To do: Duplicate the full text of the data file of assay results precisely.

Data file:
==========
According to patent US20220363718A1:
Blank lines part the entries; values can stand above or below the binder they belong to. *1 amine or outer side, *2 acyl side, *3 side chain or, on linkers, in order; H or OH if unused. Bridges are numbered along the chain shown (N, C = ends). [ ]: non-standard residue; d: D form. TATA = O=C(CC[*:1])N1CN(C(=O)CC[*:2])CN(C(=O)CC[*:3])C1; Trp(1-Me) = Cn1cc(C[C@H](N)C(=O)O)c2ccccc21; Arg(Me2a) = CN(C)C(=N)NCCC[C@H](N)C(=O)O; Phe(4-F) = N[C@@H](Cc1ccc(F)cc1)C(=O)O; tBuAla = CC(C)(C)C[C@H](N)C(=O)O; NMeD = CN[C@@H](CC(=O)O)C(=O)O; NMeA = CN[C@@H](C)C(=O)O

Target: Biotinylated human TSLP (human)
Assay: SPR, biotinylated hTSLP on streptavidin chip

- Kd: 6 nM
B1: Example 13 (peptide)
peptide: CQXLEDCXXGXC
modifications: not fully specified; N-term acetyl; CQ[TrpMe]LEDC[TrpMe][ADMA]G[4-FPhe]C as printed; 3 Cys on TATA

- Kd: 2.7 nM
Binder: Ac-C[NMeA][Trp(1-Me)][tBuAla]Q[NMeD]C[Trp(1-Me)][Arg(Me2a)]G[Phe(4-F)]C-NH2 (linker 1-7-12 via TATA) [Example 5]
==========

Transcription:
According to patent US20220363718A1:
Blank lines part the entries; values can stand above or below the binder they belong to. *1 amine or outer side, *2 acyl side, *3 side chain or, on linkers, in order; H or OH if unused. Bridges are numbered along the chain shown (N, C = ends). [ ]: non-standard residue; d: D form. TATA = O=C(CC[*:1])N1CN(C(=O)CC[*:2])CN(C(=O)CC[*:3])C1; Trp(1-Me) = Cn1cc(C[C@H](N)C(=O)O)c2ccccc21; Arg(Me2a) = CN(C)C(=N)NCCC[C@H](N)C(=O)O; Phe(4-F) = N[C@@H](Cc1ccc(F)cc1)C(=O)O; tBuAla = CC(C)(C)C[C@H](N)C(=O)O; NMeD = CN[C@@H](CC(=O)O)C(=O)O; NMeA = CN[C@@H](C)C(=O)O

Target: Biotinylated human TSLP (human)
Assay: SPR, biotinylated hTSLP on streptavidin chip

- Kd: 6 nM
B1: Example 13 (peptide)
peptide: CQXLEDCXXGXC
modifications: not fully specified; N-term acetyl; CQ[TrpMe]LEDC[TrpMe][ADMA]G[4-FPhe]C as printed; 3 Cys on TATA

- Kd: 2.7 nM
Binder: Ac-C[NMeA][Trp(1-Me)][tBuAla]Q[NMeD]C[Trp(1-Me)][Arg(Me2a)]G[Phe(4-F)]C-NH2 (linker 1-7-12 via TATA) [Example 5]